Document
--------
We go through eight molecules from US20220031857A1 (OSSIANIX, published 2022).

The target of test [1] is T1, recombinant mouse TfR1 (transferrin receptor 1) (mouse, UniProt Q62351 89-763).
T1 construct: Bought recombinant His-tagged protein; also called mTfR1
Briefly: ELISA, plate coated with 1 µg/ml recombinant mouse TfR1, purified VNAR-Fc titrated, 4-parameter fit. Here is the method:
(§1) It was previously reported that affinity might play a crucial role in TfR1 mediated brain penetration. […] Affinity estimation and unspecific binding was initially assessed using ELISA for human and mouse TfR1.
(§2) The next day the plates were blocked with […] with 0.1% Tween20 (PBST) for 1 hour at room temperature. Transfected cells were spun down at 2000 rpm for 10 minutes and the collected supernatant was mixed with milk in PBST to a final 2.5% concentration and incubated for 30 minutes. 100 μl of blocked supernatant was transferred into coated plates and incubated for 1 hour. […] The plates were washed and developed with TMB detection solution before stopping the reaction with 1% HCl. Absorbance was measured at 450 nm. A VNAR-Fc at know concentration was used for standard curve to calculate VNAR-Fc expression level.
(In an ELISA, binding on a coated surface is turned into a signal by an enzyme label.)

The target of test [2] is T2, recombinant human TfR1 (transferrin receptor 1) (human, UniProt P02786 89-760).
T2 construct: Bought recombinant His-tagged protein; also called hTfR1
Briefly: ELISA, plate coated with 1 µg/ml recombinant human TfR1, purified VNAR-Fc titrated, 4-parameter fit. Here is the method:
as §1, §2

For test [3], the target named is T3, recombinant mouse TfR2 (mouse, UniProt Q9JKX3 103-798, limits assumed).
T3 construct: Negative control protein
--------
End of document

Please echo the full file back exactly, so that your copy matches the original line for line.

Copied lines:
We go through eight molecules from US20220031857A1 (OSSIANIX, published 2022).

The target of test [1] is T1, recombinant mouse TfR1 (transferrin receptor 1) (mouse, UniProt Q62351 89-763).
T1 construct: Bought recombinant His-tagged protein; also called mTfR1
Briefly: ELISA, plate coated with 1 µg/ml recombinant mouse TfR1, purified VNAR-Fc titrated, 4-parameter fit. Here is the method:
(§1) It was previously reported that affinity might play a crucial role in TfR1 mediated brain penetration. […] Affinity estimation and unspecific binding was initially assessed using ELISA for human and mouse TfR1.
(§2) The next day the plates were blocked with […] with 0.1% Tween20 (PBST) for 1 hour at room temperature. Transfected cells were spun down at 2000 rpm for 10 minutes and the collected supernatant was mixed with milk in PBST to a final 2.5% concentration and incubated for 30 minutes. 100 μl of blocked supernatant was transferred into coated plates and incubated for 1 hour. […] The plates were washed and developed with TMB detection solution before stopping the reaction with 1% HCl. Absorbance was measured at 450 nm. A VNAR-Fc at know concentration was used for standard curve to calculate VNAR-Fc expression level.
(In an ELISA, binding on a coated surface is turned into a signal by an enzyme label.)

The target of test [2] is T2, recombinant human TfR1 (transferrin receptor 1) (human, UniProt P02786 89-760).
T2 construct: Bought recombinant His-tagged protein; also called hTfR1
Briefly: ELISA, plate coated with 1 µg/ml recombinant human TfR1, purified VNAR-Fc titrated, 4-parameter fit. Here is the method:
as §1, §2

For test [3], the target named is T3, recombinant mouse TfR2 (mouse, UniProt Q9JKX3 103-798, limits assumed).
T3 construct: Negative control protein